Every year I teach a class called nursery management. In this class students have the opportunity to try all kinds of different growing techniques out in the nursery. They get to use a tree spade and prune and all kinds of other stuff. But something else that I have the students do is to make hydroponic systems for growing plants. No, hydroponics is not a common technique for growing plants in a nursery, but to grow plants hydroponically you need to know what you’re doing, and so this is a convenient way to make the students think about the plants they grow and what these plants need to prosper.
To start this project I give the students a water pump and an air pump (courtesy of our friendly neighborhood drug dealers — no, seriously — when the cops bust pot growing operations they give us the equipment that they’ve confiscated after they’re done using it as evidence. Much of the equipments is new, some is very high end.) Then I divide the students into a few groups, tell them what they’re growing, and give them two weeks to come up with a growing system and a nutrient solution to grow their crop (I do allow them to use our stock hydroponic solution, which will grow the plants, but won’t win anyone any prizes — most groups choose to use this as a base solution and then add to it.). The group whose plants grow the largest after twelve weeks wins a modest bonus to their grade.
So, what do we have for set-ups this year? Some very, very cool ones! First, we have a number of groups who went with a simple, non-circulating system, as seen below. Basically just an air-hose and a container filled with nutrient solution.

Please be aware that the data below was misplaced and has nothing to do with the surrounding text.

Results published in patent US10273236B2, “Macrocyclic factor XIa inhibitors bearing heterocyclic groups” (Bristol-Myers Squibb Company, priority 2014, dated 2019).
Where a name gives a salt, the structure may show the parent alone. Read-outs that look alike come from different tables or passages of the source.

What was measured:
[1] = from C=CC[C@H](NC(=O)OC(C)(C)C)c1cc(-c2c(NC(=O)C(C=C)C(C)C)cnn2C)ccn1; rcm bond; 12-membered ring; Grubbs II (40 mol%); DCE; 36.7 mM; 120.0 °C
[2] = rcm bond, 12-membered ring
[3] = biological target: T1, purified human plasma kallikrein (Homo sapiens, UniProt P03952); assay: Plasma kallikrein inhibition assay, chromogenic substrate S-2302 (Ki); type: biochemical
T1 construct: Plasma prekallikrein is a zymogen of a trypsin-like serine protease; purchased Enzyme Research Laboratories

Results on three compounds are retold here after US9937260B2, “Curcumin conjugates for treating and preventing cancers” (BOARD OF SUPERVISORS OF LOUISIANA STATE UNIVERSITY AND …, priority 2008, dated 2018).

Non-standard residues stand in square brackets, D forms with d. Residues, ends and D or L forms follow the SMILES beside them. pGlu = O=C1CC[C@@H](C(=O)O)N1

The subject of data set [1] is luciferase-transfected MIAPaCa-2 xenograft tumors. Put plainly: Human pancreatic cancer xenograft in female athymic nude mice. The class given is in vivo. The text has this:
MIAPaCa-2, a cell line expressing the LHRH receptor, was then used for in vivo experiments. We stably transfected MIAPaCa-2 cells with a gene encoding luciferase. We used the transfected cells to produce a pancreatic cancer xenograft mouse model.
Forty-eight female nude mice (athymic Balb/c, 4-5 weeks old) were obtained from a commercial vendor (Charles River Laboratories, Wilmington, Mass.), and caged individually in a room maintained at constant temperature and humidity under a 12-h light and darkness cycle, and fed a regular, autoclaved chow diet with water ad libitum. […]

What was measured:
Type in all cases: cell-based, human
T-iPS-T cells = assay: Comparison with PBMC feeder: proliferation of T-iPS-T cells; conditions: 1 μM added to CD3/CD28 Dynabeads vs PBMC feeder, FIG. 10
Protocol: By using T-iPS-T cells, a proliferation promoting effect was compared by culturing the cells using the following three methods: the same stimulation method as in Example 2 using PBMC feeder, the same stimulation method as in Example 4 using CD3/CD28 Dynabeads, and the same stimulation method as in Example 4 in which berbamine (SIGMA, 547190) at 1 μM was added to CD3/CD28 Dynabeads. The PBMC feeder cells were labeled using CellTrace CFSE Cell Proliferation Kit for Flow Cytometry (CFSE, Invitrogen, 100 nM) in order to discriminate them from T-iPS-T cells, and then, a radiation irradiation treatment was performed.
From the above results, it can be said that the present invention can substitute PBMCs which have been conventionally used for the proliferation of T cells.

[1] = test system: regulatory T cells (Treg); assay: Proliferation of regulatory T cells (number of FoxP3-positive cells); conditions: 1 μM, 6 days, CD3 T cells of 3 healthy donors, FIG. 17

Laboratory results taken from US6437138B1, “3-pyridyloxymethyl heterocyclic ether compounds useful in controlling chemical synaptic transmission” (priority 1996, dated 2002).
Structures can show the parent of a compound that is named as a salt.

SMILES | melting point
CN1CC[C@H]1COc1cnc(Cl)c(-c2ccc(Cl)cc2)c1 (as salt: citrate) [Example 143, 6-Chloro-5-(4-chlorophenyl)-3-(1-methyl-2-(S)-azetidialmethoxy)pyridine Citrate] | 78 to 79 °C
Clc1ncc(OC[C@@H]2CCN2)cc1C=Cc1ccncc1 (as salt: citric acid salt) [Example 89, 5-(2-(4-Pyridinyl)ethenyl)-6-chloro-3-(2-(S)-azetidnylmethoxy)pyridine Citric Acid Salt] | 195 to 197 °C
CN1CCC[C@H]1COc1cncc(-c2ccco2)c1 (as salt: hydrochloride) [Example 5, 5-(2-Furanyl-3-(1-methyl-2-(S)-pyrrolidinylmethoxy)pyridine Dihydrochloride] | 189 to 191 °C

Another group decided to use a flood and drain system. They use a timer to trigger the water pump to fill a tray with nutrient solution for five minutes every few hours. This hydrates the containers which hold the extremely well drained ceramic beads in which the plants are held.
And finally, one group decided to use a capillary action system where the base of the container is filled with nutrient solution which is wicked up into a well drained media (a combination of rockwool, vermiculite, and perlite) into which the plants are placed. This group decided to lay their plants on their sides to encourage extra root growth.
I’ll let you know in about 12 weeks which group wins!
2 thoughts on “My Favorite Class Project”
Ooo… Are we at 12 weeks yet?
This looks fascinating!
Bert, your post reminds me of my time in Buffalo. I too benefited from the Buffalo Police Department's willingness to donate greenhouse and nursery materials. We had the best lighting system for our plants in city!